Om my!

She jumped - feet first - into yoga, and still hasn’t come down

(Bill Greene/Globe Staff)
By Christine Liu
Globe Correspondent / January 21, 2010

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Call it heresy, ignorance, or just plain laziness: I had never taken a single yoga class until a few weeks ago. It wasn’t for lack of encouragement by mat-toting, mind/body-balancing friends. It wasn’t an aversion to exercise: I run, do crunches on occasion, and thought for sure I knew how to breathe properly (just in-out, right?). Still, I was curious. So in the spirit of trying new things, I canvassed the local yoga scene as a complete and unapologetic newbie.

But where to start? Rebecca Pacheco, yoga instructor for 10 years and the Boston-based voice behind the yoga and wellness blog Om Gal, champions Boston’s scene for its variety of styles and array of strong teachers. She encourages beginners to be patient and persistent, trying a cross-section of classes to see what fits best.

“Not everyone needs or wants to do hot yoga. Not everyone wants to do restorative, relaxing yoga,’’ Pacheco says. “Because of demand and level of interest, studios are able to offer untraditional, creative stuff,’’ enabling the curious to sample with gusto, from punk-rock yoga to pre-natal yoga.

I dipped my toe in the superheated waters of Baptiste Power Vinyasa Yoga Institute in Porter Square, where first-time students can attend unlimited classes for a week. The 90-minute Monday session I dropped into was open to all levels, a solid introduction to Baron Baptiste’s signature sequence of poses performed in a studio heated to over 90 degrees (warm muscles keep you flexible). It’s one of the more rigorous practices, with a graduated sequence of movements from mat-slithering sun salutations to one-footed “tree’’ or twisty “eagle’’ stances; the sweaty succession was punctuated by exhalations and moans. With minimal expectation and maximum hydration, I did my best to keep up with the poses, sweating and occasionally bursting into laughter amid the intensity. That was awkward. But the main thing was, I survived. And even felt a little more awesome than before. Definitely warm. Maybe even fuzzy.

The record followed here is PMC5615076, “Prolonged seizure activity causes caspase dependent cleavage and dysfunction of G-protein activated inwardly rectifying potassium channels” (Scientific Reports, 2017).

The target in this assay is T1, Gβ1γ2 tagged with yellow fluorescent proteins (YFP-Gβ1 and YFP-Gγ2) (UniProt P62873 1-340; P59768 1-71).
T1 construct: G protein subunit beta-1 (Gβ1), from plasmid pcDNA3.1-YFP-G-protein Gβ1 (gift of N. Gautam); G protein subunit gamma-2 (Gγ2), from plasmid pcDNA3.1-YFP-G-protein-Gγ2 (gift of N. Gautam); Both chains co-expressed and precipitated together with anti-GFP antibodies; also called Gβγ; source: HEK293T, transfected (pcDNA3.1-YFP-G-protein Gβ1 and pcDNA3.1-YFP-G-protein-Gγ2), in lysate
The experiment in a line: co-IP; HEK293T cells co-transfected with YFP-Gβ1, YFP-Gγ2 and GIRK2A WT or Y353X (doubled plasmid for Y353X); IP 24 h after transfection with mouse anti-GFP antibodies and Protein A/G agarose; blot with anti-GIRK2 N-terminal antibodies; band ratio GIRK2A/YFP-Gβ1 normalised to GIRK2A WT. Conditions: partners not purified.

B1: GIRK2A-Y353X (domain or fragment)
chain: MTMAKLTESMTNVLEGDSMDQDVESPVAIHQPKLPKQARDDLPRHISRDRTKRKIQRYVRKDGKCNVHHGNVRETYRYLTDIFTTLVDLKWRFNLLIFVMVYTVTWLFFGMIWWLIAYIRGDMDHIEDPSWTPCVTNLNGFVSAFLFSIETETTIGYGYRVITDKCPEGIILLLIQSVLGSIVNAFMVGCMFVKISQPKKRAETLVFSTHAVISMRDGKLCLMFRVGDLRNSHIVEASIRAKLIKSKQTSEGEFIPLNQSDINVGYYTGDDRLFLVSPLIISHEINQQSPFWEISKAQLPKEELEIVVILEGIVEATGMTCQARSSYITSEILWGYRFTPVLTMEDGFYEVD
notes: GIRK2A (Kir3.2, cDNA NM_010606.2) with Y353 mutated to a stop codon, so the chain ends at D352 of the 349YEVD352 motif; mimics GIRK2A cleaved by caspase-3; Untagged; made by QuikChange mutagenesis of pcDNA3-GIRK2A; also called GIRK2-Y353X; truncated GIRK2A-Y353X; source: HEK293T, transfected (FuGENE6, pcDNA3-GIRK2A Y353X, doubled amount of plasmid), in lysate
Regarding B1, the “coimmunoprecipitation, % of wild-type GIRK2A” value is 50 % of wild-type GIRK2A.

Shanna Slank, studio manager and supervisor at Baptiste, recalls her first foray into yoga two years ago, fueled by the energy of a New Year’s resolution (and a hangover, it must be confessed). With subsequent visits to the studio, the classes soon took on an almost addictive, cleansing quality. “The first thing about the practice that will grab you is the physical intensity,’’ Slank says. “But then you feel like a million dollars for the four hours after it, and for the four days after it. It sort of melts into a mental or emotional shift: Oh, I’m a lot calmer. I’m not feeling really freaked out about things now.’’

My next stop: a basics class at Be in Union yoga studio, a recent addition to my neighborhood. With even just the single Baptiste class under my belt, I felt considerably less self-conscious, breathing and closing my eyes and letting go of the world beyond - even with a snowstorm blustering outside the studio’s enormous glass windows. A half-dozen students and I slinked through a moderately paced Vinyasa series, doing different variants of warrior poses and back-bendy bridges in the heated studio. (The studio’s heat was not as extreme as at Baptiste, but definitely cranked up enough to keep students sweaty and limber.)